Director's blog: Lesley Carcary

I recently attended a workshop on self-neglect at AEA’s English conference, and it got me thinking about the way in which we ‘support’ those who self-neglect.  There will always be cases where older people would clearly benefit from support and intervention if they are unable to care for themselves properly, but should we be intervening in cases where someone chooses to hoard, for example, or live in squalor?  How far should state intervention go without interfering with the individual’s right to a private life?

While AEA’s definition of elder abuse focuses on harm caused by another person within a relationship of trust, adult safeguarding frameworks across the UK include reference to neglect and self-harm as types of harm. Although there’s no definition of ‘harm’ or ‘abuse’ within the legislation, many practitioners consider some instances of self-neglect as an adult safeguarding concern.  But if it is, who is it actually benefiting? 

Elaine Aspinwall-Roberts at Liverpool John Moores University (the workshop presenter) posed a number of questions around whether social work intervention is benefiting the social worker or the adult ‘at risk’.  It’s important to consider and respect an individual’s lifestyle choices and their right to refuse services, which raises the issue of whether intervention in some cases may only be benefiting practitioners in terms of improved outcomes, or even simply covering their backs. From the service user’s point of view, unwanted and unnecessary intervention may only lead to loss of trust, reduced control over their own lives, or damage to self-esteem.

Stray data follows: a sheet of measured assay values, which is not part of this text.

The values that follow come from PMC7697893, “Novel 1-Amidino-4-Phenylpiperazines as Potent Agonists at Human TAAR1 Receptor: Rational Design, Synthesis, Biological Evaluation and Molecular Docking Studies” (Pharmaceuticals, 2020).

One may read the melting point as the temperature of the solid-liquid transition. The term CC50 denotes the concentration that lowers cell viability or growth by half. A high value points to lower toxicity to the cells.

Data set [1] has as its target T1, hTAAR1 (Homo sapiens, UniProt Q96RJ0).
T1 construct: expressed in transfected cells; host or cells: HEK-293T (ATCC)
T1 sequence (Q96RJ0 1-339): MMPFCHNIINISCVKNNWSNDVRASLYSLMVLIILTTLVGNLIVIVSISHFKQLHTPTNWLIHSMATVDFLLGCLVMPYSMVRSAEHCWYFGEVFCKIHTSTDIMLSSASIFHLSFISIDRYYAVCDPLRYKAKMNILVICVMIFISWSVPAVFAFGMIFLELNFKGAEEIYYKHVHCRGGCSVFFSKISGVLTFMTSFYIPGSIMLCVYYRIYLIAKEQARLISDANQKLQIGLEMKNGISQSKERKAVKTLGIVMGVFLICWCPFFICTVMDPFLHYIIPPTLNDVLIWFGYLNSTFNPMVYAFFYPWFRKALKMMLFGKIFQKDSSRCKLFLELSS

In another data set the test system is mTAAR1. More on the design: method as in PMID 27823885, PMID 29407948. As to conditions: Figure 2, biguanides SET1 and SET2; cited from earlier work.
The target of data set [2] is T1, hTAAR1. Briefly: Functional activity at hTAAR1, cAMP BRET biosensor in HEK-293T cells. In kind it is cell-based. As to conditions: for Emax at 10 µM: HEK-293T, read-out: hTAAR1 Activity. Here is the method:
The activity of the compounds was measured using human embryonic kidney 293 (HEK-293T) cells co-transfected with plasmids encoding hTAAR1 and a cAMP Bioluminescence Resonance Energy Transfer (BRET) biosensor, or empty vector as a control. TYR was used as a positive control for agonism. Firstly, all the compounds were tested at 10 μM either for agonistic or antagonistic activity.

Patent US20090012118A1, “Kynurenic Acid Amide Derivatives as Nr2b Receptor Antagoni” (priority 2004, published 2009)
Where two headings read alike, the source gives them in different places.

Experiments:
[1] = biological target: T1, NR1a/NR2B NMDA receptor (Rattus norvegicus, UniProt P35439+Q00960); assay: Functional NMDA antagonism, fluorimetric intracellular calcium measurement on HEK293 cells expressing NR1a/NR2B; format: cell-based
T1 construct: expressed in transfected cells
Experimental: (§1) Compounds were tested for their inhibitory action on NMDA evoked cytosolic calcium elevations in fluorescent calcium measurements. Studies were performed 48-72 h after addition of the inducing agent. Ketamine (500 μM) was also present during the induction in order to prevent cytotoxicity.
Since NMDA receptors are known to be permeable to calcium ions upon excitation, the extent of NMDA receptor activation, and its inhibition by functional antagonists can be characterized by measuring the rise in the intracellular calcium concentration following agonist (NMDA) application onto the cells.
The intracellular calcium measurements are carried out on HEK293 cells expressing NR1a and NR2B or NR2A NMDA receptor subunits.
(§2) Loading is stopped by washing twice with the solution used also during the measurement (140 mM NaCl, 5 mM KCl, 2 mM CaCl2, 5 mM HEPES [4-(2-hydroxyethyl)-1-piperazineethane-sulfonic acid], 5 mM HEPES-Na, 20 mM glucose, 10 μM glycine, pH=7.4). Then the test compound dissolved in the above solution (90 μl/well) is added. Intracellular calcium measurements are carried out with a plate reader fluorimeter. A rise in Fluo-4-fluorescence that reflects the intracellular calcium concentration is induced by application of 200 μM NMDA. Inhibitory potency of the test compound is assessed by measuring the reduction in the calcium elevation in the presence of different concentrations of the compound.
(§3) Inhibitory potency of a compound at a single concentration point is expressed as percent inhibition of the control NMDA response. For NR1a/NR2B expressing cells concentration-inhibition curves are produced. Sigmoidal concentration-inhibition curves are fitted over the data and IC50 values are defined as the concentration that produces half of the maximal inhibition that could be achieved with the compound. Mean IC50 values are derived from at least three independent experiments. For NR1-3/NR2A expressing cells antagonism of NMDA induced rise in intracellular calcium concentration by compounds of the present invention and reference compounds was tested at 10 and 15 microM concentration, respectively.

"Anyone who rejects the hygiene consensus and does not wholeheartedly join the coalition of the willing  and rejects convention by adopting a lifestyle characterised by dirt and squalor, might find themselves labelled diseased and disordered" (Lauder, 2005).

While AEA’s primary concern is to support and speak up for those who are being harmed by other people, I think there’s still a need to pick up on possible indicators of genuine self-neglect to ensure support is available for those for need it. My view would be that it is appropriate for self-neglect to be considered an adult safeguarding issue in some cases, but it is vitally important that a person-centred approach is taken to ensure that we are not imposing our own standards and lifestyle choices on others.

AEA Scotland’s national conference next month picks up on some of these issues, focusing on tensions between individual autonomy and state protection. Is it possible to support and protect older people at risk of harm, while ensuring real choice and empowerment for the individual? Come along to join the discussion on 27th October in Glasgow. Find out more here